A reminder from the Idaho Supreme Court for parties to a construction contract:  the plain language of the parties’ contract governs the obligations between them in the absence of ambiguity.  In City of Meridian v. Petra, Inc., No. 39006, 2013 WL 1286014 (Idaho Apr. 1, 2013), the Idaho Supreme Court reviewed a construction dispute between the City of Meridian and its construction manager, Petra.  Not atypically, unfortunately, a project ballooned from $12.2 million in 2006 to over $21 million by October 2008 for a variety of reasons.  As the project progressed, Petra, pursuant to its contract with the City, notified the City of the proposed increased costs of construction and the City approved them, or often the City directed the changes itself.  During this same time, Petra notified the City of Petra’s right to an equitable adjustment to Petra’s fee based on the changing nature of the project. At that time, Petra agreed to wait until the final project value was determined before submitting the fee request. Thereafter, Petra managed the project for the City through occupancy.  Approximately six months prior to occupancy, Petra issued a change order requesting an equitable adjustment in the amount of 4.7% of the excess of the original base contract, which was the same percentage used for the original fee and a significant change order previously. The City denied the request.


  When mediation didn’t resolve the dispute, the City filed suit against Petra for declaratory relief and alleged breach of contract, among other claims.  Although the case itself addresses a number of related and interesting topics regarding evidence at trial, evidentiary issues relating to the claimed breach by Petra, and attorney fees, the foundational issue addressed by the court is the clarity of the contract and the allowance of the equitable adjustment.  On that score, the trial court found against the City on all but the lesser claims, and awarded Petra $595,896.17 in costs and $1,275,416.50 in attorney fees, in addition to its requested (as adjusted) fee of almost $325,000.  

After a thorough review of the record, the Idaho Supreme Court agreed with the trial court, focusing on the plain and ordinary language of the parties’ contract, holding that only the “additional services” and not the “additional fee” required the City’s pre-approval.  Accordingly, the equitable adjustment naturally followed such approval of the services by the City.  The Supreme Court found the following language of the AIA Construction Management agreement persuasive:


“Except as otherwise set forth in this Agreement, if any of the above circumstances materially affect Construction Manager’s services, Construction Manager shall be entitled to an equitable adjustment in the Schedule of Performance, the Construction Manager’s Fee and/or the not-to-exceed limits for reimbursable expenses, as mutually agreed by Owner and Construction Manager. Prior to providing any additional services, Construction Manager shall notify Owner of the proposed change in services and receive Owner’s approval for the change. Except for a change due to the fault of the Construction Manager, a change shall entitle Construction Manager to an equitable adjustment in the Schedule of Performance, Construction Manager’s Fee, and/or the not-to-exceed limits for reimbursable expense as mutually agreed by Owner and Construction Manager.”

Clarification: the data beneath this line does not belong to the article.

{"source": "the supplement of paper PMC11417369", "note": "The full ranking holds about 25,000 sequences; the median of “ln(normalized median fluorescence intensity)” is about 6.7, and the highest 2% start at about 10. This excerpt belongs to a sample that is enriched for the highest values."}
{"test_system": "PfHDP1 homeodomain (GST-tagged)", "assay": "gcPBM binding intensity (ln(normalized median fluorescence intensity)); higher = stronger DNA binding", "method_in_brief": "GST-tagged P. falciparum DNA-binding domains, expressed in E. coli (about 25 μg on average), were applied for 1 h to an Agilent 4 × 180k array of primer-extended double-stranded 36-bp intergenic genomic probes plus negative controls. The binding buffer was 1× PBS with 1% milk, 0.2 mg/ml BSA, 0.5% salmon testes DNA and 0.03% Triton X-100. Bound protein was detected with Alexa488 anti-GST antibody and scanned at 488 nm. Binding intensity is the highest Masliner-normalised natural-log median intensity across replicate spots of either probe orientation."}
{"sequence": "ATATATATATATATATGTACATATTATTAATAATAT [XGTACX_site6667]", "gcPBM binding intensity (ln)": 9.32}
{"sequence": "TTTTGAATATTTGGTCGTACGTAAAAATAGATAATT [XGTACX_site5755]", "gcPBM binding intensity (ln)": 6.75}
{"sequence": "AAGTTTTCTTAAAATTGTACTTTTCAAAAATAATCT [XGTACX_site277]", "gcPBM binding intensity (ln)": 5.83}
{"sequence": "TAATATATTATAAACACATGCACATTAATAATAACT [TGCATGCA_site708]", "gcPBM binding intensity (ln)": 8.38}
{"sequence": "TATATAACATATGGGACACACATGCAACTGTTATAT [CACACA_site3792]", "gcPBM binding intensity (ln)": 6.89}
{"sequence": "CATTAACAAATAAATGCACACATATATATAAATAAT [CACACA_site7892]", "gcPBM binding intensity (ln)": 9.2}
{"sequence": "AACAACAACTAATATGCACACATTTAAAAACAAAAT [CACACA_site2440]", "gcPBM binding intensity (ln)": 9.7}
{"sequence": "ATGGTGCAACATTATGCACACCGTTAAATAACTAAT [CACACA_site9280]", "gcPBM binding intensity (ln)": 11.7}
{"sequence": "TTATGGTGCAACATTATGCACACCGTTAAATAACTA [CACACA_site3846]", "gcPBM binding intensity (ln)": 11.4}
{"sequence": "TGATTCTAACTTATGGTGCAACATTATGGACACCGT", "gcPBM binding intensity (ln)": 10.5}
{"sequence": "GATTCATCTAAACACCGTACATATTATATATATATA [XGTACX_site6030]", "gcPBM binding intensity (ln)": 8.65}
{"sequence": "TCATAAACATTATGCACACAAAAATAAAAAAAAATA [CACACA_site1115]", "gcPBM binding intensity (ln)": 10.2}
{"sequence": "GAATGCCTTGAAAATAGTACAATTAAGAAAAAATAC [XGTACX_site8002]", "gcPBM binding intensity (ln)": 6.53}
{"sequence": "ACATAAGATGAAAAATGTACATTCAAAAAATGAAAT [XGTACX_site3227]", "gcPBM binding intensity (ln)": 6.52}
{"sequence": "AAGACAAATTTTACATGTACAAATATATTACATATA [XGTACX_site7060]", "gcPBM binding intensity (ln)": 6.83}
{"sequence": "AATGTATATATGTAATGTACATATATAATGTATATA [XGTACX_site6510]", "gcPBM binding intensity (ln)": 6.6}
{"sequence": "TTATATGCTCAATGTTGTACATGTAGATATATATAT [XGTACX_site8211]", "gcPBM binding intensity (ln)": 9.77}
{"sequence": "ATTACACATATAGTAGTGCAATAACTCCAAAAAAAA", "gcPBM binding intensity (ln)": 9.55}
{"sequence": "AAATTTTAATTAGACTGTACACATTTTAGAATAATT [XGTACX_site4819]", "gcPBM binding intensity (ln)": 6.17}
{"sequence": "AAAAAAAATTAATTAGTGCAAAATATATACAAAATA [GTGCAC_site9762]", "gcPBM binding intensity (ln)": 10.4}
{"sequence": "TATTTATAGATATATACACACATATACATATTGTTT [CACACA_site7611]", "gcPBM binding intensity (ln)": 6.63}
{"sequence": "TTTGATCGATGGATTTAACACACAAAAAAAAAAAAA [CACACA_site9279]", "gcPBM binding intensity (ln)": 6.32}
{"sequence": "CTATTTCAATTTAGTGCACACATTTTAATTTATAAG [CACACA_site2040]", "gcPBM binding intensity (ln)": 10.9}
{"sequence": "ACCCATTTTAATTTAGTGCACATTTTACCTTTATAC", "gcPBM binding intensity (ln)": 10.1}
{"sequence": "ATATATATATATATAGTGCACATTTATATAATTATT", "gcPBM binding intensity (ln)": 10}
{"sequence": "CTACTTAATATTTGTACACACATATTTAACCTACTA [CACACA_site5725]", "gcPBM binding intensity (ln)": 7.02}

Meridian, 2013 WL 1286014, at *7 (emphasis in original) (quoting agreement).


The Idaho Supreme Court also noted that the City’s interpretation of the contract – that both the additional services and additional fee required the City’s pre-approval – was not equitable, citing prior Idaho law in equity.  See Climax, LLC v. Snake River Oncology of E. Idaho, PLLC, 149 Idaho 791, 796, 241 P.3d 964, 969 (2010)  (“‘In its broadest and most general signification, equity denotes the spirit and habit of fairness, justness, and right dealing which would regulate the intercourse of men ….’” (citation omitted)).  Noteworthy along the same lines, the Idaho Supreme Court found that the parties’ course of dealings had reasonably established the use of the 4.7% figure for the fee increase.  The court stated in part:


Moreover, the proper time for haggling over the adjustment metric was during contract formation. As a sophisticated party, the City took a risk, ex ante, by not specifying how the adjustment would be calculated. It could have drafted its own preferred metric, but for whatever reason it did not. It thus cannot credibly argue now, ex post, that the adjustment chosen by the district court is unsuitable.


Meridian, 2013 WL 1286014, at *9.


Finally, the Idaho Supreme Court also directly dispatched the City’s defenses of breach of contract and alleged fiduciary obligation by Petra, as well as the assertion that Petra’s claim was barred under the Tort Claims Act, noting that the trigger of the claim commenced upon the City’s denial of the request and not Petra’s completion of the additional work authorized by the City.


The court’s findings are both refreshing and cautionary. Those assisting owners and contractors in drafting agreements need to be very aware of what has and has not been negotiated by the parties, while understanding that a reasonable approach in enforcing the project terms as well as project resolution may serve the parties best.